Permitting delays. Hang-ups in the supply chain that slow tenant fit-outs from weeks to months. These are just two of the issues plaguing tenants in the COVID environment. But there are solutions.
According to Oyku Hanna, the Verity Commercial top producer specializing in landlord and tenant representation, the pandemic only exacerbated many already-existing challenges. In permitting alone, she reports, the super-heated Fairfax County market clogged the permitting process long before the pandemic struck. Today, those delays have been magnified, and what once would take four to six weeks now stretches out as long as six months.
Then there’s the domino effect. “Tenants and landlords can’t negotiate terms until the permitting is completed,” says Hanna, who describes the delays as “unprecedented.” Delays in permitting also tax the schedules of architects, resulting in an inability to get blueprints off–or even on–the drafting table. The same is true of the construction and related trades. One tenant she knows of has been waiting six months for the installation of their heating, ventilation and air-conditioning (HVAC) system. The problem is especially acute in retail, says Hanna, who trades in that sector as well as in industrial.
First, it is essential to understand that, despite headlines of doom and gloom, the retail sector has been faring well through the pandemic, especially in the Washington, DC metro area. “However, there have been setbacks with the omicron variant on the rise. So long as the variant continues to spread throughout the region, it will be a challenge to truly determine how the DC area retail market comes out of the pandemic,” says Hanna.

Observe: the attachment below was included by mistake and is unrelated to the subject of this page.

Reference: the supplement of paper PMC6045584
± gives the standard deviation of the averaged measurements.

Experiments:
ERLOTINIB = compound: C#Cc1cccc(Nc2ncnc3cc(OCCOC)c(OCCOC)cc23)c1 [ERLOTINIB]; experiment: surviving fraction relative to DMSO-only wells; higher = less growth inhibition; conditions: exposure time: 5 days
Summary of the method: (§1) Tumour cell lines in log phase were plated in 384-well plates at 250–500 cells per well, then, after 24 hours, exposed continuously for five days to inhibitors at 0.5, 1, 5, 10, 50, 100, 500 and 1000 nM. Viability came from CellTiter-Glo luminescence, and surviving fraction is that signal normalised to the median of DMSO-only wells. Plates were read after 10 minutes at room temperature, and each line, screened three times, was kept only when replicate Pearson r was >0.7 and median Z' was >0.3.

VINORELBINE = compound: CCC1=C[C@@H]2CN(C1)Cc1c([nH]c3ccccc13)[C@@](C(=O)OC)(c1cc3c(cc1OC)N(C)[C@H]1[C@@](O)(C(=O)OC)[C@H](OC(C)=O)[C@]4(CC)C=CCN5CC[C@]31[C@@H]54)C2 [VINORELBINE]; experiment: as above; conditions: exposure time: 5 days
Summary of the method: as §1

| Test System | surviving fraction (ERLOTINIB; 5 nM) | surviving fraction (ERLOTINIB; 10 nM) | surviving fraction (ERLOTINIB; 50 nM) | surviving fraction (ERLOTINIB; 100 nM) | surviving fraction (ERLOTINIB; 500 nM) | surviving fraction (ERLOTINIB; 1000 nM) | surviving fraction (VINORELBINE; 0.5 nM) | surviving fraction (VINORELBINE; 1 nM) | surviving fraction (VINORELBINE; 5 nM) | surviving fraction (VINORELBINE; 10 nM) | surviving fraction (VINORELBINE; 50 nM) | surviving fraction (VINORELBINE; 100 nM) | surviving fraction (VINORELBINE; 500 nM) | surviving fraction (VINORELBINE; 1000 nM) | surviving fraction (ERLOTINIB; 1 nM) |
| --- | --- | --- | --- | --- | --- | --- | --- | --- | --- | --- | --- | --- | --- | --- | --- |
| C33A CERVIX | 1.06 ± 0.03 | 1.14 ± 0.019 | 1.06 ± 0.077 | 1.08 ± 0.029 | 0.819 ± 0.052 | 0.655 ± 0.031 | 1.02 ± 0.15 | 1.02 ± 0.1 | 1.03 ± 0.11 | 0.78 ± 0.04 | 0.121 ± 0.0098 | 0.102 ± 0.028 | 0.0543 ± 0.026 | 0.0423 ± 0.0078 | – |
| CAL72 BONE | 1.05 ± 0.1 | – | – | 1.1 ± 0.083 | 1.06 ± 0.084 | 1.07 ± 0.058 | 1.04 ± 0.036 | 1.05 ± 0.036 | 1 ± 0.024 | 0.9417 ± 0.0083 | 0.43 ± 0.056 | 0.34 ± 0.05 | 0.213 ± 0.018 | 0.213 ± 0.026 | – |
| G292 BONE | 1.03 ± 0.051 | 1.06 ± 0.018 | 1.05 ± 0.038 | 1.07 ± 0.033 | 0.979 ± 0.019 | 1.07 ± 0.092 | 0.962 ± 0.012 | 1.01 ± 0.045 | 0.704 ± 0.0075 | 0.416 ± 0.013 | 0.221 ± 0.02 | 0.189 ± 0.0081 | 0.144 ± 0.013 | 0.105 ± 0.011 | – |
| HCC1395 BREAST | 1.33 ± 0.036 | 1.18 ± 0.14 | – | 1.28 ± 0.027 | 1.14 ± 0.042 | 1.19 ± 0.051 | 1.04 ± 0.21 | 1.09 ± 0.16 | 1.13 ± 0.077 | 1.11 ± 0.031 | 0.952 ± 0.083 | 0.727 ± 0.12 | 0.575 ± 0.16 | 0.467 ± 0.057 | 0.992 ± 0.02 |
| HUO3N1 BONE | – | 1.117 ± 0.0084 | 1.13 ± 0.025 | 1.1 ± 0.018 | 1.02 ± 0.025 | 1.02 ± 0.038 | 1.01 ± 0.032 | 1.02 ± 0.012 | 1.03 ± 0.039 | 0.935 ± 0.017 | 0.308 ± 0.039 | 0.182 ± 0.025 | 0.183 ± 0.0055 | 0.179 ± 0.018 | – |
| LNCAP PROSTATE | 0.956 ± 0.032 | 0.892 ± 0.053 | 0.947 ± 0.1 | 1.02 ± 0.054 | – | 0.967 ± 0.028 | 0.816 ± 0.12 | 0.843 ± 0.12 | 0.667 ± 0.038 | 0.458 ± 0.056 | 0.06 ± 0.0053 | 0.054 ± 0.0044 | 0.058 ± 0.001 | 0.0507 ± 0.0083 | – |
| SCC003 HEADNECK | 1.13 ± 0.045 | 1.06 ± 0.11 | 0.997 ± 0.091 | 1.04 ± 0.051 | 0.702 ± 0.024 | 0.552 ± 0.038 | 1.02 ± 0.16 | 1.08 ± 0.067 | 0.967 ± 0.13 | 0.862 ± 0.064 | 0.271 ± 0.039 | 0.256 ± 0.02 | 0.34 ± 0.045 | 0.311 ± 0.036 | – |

“Many of the tenants I assist are family-owned, entrepreneur, or independent businesses,” Hanna explains, and they seldom have the extensive resources of larger institutional players. A couple of months of free rent is always a perk, no matter the tenant’s size. But that offering could be a game changer for those small to midsized businesses as the permitting and material delays eat into precious cash.
There are, of course, ways for savvy professionals to work through the system. Hanna points out that one of the positives that came to light in the past year-and-a-half of forced shutdowns was a better insight into “which landlords understand and are willing to work with tenants in trouble. Some will even give six months” of free rent in order to secure creditworthy tenants.
One of the hallmarks of Verity’s advisory approach is a close working relationship with its clients. Hanna adds the importance of education to that relationship. “Especially for clients who might not have the experience,” she says, “it’s critical to explain the process each step of the way.”
Ditto her relationships with her landlords, no matter the experience. “You can say ‘no’,” Hanna says, meaning that you can reason with the stakeholders in the transaction to come up with a solution that guarantees mutual success. The earlier all those involved know what the path to occupancy will be, including all of the bumps and delays along the way, the better informed and the better prepared they will be.
With confidence that the key players are on board and on the same page, she often approaches the other participants–the architects and contractors–to get them queued up for the project before permits are in hand.
It’s a holistic approach, one that is innovative in its leverage of current leasing issues to forge stronger relationships with all the involved players.
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